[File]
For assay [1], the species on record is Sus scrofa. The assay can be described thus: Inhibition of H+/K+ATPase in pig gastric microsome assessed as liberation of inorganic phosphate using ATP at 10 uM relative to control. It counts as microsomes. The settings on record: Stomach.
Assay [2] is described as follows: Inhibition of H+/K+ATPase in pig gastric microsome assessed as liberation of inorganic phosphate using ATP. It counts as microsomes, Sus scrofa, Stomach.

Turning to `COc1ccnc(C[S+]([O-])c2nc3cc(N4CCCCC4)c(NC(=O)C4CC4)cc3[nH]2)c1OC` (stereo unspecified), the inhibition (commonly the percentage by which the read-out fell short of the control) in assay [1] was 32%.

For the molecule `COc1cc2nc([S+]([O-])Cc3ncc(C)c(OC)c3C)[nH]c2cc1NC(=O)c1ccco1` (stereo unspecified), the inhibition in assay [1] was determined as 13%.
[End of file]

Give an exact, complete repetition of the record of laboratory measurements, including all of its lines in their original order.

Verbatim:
For assay [1], the species on record is Sus scrofa. The assay can be described thus: Inhibition of H+/K+ATPase in pig gastric microsome assessed as liberation of inorganic phosphate using ATP at 10 uM relative to control. It counts as microsomes. The settings on record: Stomach.
Assay [2] is described as follows: Inhibition of H+/K+ATPase in pig gastric microsome assessed as liberation of inorganic phosphate using ATP. It counts as microsomes, Sus scrofa, Stomach.

Turning to `COc1ccnc(C[S+]([O-])c2nc3cc(N4CCCCC4)c(NC(=O)C4CC4)cc3[nH]2)c1OC` (stereo unspecified), the inhibition (commonly the percentage by which the read-out fell short of the control) in assay [1] was 32%.

For the molecule `COc1cc2nc([S+]([O-])Cc3ncc(C)c(OC)c3C)[nH]c2cc1NC(=O)c1ccco1` (stereo unspecified), the inhibition in assay [1] was determined as 13%.